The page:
Later, Marcos asked that the bases be known as Philippine military bases, under the command of a Filipino commander, and over which the Philippine flag alone should fly, except in front of the US barracks where the Stars and Stripes may also fly. Finally, Marcos demanded that the “rent-free” provision of the agreement be re-interpreted to allow the US to provide an Economic Support Fund to the Philippine government.
In 1975, Marcos accepted the “One-China” policy and opened diplomatic relations with Beijing—well ahead of the US. In 1976, he normalized relations with Moscow.
The cost and consequence of independence
Ultimately, this nationalist and independent posture had its consequences. Marcos was toppled in a 1986 civilian- and US-backed military mutiny after it became clear that he would not extend the term of the bases agreement after its expiration in 1991. One of Cory Aquino’s bravest acts was to conclude a new treaty extending the bases by another 10 years, but this was rejected by members of the Senate, majority of whom had been elected in 1987 largely, if not solely, because they were Cory’s candidates.
The defeat of Cory’s treaty prompted her son PNoy, who became president in 2010, to exclude the Senate from participating in the EDCA, despite the clear provision of the Constitution that after 1991, “foreign military bases, troops, or facilities shall not be allowed in the Philippines except under a treaty duly concurred in by the Senate and, when the Congress so requires, ratified by a majority of the votes cast by the people in a national referendum held for that purpose, and recognized as a treaty by the other contracting state.”
Then the Supreme Court declared the EDCA “constitutional” despite this patent violation of the Constitution. This is consistent with the High Court’s practice of never voiding any law or agreement in which the US government has a declared interest or involvement. “Political independence” from the US would concededly manifest itself not only in policy decisions by the Executive but also in judicial rulings by the High Court. This has not yet come to pass. So the White House has reason to insist that despite the Duterte-Obama muddle, Philippine-US relations stand on solid rock.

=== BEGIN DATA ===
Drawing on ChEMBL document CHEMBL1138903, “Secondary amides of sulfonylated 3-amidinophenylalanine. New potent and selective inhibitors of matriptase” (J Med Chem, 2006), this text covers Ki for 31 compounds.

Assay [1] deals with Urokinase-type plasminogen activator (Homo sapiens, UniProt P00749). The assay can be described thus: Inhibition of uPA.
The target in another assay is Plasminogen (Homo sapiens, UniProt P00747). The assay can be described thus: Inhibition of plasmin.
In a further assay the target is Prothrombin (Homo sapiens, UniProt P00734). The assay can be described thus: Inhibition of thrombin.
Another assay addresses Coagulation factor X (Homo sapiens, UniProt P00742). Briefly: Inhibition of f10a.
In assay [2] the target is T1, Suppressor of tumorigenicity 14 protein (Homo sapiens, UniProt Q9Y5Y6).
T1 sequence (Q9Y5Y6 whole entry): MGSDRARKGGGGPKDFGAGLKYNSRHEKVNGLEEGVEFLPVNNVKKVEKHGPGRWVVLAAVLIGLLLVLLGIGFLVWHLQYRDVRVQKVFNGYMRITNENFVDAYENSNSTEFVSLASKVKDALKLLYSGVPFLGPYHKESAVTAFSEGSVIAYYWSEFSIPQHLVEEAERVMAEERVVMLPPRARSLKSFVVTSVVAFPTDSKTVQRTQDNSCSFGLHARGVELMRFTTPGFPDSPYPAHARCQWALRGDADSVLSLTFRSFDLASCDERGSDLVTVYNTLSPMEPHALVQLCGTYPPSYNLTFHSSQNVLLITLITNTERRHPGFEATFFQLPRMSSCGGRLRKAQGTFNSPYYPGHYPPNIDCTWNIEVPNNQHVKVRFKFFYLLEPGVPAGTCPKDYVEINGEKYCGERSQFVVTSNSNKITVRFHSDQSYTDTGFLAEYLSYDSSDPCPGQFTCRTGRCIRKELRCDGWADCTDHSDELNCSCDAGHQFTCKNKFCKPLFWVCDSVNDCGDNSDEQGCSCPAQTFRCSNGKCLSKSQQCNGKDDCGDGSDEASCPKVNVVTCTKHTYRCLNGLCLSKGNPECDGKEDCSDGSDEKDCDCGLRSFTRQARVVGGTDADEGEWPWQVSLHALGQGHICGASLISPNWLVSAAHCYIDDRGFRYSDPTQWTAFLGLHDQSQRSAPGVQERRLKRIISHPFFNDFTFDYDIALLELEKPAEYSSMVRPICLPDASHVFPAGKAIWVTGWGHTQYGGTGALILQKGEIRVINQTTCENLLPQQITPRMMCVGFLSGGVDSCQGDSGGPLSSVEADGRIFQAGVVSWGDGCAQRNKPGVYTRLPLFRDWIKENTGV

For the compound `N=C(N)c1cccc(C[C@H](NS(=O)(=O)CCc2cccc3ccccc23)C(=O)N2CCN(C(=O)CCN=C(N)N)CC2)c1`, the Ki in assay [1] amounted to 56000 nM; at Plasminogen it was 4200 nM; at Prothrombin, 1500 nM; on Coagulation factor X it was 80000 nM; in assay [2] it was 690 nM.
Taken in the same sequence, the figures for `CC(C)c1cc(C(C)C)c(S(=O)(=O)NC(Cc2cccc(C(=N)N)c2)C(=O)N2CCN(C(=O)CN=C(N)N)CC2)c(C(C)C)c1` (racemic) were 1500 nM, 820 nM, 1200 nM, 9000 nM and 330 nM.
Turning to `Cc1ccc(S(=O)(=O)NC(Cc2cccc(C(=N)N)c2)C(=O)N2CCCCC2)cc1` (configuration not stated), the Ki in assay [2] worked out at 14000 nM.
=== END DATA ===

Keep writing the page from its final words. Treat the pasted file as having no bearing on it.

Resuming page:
Independent yes, but no need to go down the gutter
Philippine-US relations need not hit the rocks just because DU30 wants to be independent vis-à-vis the major powers. We are, as DU30 puts it, no longer a vassal state. But there is no need to create personal antagonisms and animosities between heads of state on non-state issues. No particular group, whether in the US or in the Philippines, should be allowed any reason to see DU30 as an obstacle to the most civil and constructive state-to-state relations.
There is now an attempt to make it appear that DU30 never called Obama the “son of a whore” and that it’s all the media’s doing. This search for a scapegoat and finger-pointing is normal and inevitable, but the media, for all its faults, cannot be made wholly responsible. What is clear is that DU30 uses gutter language rather casually, without premeditation, and the White House is convinced he had insulted Obama and that Obama’s cancellation of their Vientiane meeting had caused some foreign investors to pull out from the Philippines, and stock prices to tumble. Those who have watched the Philippine economy ride the global storm are now jittery: is a politically orchestrated credit downgrade in the horizon, and what will be its final effects upon the nation?
No one is saying that DU30 cursed Obama because of what Obama had said about him. Obama had said absolutely nothing about him. Rather DU30’s reputed cuss word arose in the course of answering a newspaperman’s question on what Obama might say to him during their proposed meeting. The question did not deserve an elaborate answer; he could have simply said the question was hypothetical and that one did not answer hypothetical questions. But he did answer the question, and he said more than a mouthful.
Talk less, behave better
There are several lessons to be learned here. The TV camera and the microphone may have become DU30’s Achilles’ heel. Since there is no way to ban them, DU30 must read everything he says in public, like Lee Kuan Yew when he was prime minister of Singapore. Lee had the best academic credentials among the prime ministers of the British Commonwealth; he could deliver a lecture on almost any subject without a written paper. But he never said anything on behalf of his government without reading a text. This was to avoid any misquotation or misunderstanding of his statement. This would help the President avoid all the expletives and gutter language that have become the source of so much unnecessary trouble.
And he should also learn to deal with the press better. I once sat with Prime Minister Lee when he presided over a news conference during a state visit to the Philippines. He did not answer questions that did not deserve any answer, and he virtually chewed off the head of a foreign correspondent for asking a rather stupid question. DU30 should not hesitate to do the same. He should help educate the media on what issues to discuss in press conferences. But he should be less hesitant to keep his peace whenever he has very little to say on serious questions.